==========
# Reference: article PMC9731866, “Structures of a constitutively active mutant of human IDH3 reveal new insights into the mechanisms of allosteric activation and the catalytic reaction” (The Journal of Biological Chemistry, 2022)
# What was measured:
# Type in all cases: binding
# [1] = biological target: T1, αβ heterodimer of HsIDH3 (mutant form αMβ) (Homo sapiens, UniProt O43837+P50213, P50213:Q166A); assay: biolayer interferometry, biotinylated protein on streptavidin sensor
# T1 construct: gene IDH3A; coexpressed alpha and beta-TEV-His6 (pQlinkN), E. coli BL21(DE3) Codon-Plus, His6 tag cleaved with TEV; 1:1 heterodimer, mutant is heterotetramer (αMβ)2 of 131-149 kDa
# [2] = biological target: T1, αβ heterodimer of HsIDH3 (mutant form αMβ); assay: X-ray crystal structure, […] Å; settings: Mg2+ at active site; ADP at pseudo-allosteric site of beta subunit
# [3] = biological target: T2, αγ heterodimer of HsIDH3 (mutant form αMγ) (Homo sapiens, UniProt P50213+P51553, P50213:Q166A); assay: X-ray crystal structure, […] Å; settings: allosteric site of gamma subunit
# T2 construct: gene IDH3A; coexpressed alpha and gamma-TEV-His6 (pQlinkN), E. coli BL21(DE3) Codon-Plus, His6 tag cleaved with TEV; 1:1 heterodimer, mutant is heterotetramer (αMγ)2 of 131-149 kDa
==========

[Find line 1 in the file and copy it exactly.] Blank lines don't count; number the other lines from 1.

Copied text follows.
# Reference: article PMC9731866, “Structures of a constitutively active mutant of human IDH3 reveal new insights into the mechanisms of allosteric activation and the catalytic reaction” (The Journal of Biological Chemistry, 2022)